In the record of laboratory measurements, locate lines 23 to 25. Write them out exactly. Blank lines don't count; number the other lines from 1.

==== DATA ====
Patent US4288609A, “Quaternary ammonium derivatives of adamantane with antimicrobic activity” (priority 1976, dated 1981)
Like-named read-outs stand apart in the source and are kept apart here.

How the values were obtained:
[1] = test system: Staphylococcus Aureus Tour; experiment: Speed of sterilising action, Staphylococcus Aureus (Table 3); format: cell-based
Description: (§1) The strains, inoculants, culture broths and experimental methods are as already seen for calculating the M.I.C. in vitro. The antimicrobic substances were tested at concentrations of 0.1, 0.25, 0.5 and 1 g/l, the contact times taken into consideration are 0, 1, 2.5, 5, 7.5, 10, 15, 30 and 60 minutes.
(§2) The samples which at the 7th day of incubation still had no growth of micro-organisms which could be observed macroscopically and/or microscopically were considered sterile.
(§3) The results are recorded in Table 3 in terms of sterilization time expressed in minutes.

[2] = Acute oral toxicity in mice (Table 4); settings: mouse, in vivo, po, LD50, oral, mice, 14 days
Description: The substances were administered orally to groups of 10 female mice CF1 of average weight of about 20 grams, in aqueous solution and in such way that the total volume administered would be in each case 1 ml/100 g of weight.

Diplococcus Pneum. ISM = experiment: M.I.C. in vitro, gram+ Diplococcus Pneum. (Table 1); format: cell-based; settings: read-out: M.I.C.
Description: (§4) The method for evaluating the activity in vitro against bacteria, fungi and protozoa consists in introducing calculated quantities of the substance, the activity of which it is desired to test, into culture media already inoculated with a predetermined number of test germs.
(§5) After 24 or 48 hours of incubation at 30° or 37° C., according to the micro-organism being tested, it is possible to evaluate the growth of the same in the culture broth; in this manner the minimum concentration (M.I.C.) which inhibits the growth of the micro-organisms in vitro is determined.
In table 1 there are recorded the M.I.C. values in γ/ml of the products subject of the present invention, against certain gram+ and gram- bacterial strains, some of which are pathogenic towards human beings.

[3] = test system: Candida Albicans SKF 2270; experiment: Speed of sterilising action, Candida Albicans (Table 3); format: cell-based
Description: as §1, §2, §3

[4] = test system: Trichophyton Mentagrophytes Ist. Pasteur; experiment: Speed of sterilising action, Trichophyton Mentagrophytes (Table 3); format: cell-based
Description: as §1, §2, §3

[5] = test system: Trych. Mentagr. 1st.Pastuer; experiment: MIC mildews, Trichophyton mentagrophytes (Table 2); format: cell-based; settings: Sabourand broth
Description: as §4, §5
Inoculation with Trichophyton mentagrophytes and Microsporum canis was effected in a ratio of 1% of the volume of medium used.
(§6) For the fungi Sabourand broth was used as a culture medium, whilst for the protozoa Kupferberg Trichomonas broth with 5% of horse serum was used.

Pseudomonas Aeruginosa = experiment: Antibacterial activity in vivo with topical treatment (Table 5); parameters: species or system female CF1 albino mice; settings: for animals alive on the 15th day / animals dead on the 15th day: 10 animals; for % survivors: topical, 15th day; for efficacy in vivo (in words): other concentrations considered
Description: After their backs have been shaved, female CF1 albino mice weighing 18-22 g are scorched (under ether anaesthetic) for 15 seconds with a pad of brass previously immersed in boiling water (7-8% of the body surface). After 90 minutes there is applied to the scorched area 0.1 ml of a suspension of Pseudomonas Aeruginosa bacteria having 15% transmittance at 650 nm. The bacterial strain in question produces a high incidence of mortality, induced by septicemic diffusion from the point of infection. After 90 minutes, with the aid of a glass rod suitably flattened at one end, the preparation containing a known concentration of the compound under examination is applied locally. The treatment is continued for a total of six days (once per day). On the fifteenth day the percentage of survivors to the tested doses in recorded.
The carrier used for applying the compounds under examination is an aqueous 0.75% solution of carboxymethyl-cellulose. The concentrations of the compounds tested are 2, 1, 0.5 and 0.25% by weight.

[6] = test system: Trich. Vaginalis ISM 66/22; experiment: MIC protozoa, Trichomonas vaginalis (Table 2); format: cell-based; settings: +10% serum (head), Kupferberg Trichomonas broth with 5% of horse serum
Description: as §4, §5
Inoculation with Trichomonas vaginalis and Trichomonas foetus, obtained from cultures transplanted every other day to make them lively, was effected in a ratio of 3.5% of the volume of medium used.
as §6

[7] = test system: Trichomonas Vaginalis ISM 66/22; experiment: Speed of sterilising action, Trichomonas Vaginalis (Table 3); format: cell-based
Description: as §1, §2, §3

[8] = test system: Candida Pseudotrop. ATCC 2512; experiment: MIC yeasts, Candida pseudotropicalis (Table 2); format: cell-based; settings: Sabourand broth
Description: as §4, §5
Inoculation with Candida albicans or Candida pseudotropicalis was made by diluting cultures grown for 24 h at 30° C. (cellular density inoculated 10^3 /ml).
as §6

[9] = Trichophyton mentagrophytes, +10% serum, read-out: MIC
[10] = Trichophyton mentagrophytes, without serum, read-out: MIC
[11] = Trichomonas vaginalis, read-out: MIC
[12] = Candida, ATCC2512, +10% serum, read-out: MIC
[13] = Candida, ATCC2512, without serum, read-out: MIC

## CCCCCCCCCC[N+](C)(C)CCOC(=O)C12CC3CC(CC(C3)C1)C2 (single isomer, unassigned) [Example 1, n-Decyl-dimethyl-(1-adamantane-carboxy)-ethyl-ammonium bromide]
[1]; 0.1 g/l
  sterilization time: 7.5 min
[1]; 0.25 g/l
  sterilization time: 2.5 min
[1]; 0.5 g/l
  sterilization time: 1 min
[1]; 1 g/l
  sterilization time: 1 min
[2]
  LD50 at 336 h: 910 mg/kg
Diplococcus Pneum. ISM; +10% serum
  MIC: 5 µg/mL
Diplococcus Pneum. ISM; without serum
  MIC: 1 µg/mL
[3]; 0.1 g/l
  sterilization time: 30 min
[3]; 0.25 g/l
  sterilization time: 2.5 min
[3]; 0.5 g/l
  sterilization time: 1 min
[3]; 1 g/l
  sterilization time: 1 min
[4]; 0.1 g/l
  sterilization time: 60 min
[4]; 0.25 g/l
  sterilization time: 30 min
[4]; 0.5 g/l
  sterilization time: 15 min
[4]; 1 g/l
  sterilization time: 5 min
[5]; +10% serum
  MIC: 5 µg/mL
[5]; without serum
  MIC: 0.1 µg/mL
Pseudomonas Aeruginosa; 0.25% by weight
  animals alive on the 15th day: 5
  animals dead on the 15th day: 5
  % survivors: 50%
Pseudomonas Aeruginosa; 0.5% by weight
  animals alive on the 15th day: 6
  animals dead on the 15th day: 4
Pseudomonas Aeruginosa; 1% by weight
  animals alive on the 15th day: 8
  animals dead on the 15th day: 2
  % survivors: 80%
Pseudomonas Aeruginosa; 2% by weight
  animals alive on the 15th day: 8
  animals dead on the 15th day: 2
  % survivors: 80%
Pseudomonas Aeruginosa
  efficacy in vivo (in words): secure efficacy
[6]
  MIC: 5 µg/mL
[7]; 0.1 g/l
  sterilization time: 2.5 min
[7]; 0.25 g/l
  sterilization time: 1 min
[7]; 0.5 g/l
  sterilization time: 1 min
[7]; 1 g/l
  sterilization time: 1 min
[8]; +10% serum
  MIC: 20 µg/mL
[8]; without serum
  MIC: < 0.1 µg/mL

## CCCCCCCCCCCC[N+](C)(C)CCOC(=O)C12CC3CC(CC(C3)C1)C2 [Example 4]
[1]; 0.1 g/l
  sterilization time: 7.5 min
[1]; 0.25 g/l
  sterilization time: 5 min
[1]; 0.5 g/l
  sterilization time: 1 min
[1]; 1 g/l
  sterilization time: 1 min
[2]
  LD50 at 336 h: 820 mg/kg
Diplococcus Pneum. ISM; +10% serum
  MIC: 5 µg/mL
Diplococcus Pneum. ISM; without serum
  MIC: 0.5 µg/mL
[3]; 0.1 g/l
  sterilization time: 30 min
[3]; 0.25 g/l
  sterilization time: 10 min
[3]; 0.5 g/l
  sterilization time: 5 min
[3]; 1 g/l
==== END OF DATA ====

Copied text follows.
Description: After their backs have been shaved, female CF1 albino mice weighing 18-22 g are scorched (under ether anaesthetic) for 15 seconds with a pad of brass previously immersed in boiling water (7-8% of the body surface). After 90 minutes there is applied to the scorched area 0.1 ml of a suspension of Pseudomonas Aeruginosa bacteria having 15% transmittance at 650 nm. The bacterial strain in question produces a high incidence of mortality, induced by septicemic diffusion from the point of infection. After 90 minutes, with the aid of a glass rod suitably flattened at one end, the preparation containing a known concentration of the compound under examination is applied locally. The treatment is continued for a total of six days (once per day). On the fifteenth day the percentage of survivors to the tested doses in recorded.
The carrier used for applying the compounds under examination is an aqueous 0.75% solution of carboxymethyl-cellulose. The concentrations of the compounds tested are 2, 1, 0.5 and 0.25% by weight.

[6] = test system: Trich. Vaginalis ISM 66/22; experiment: MIC protozoa, Trichomonas vaginalis (Table 2); format: cell-based; settings: +10% serum (head), Kupferberg Trichomonas broth with 5% of horse serum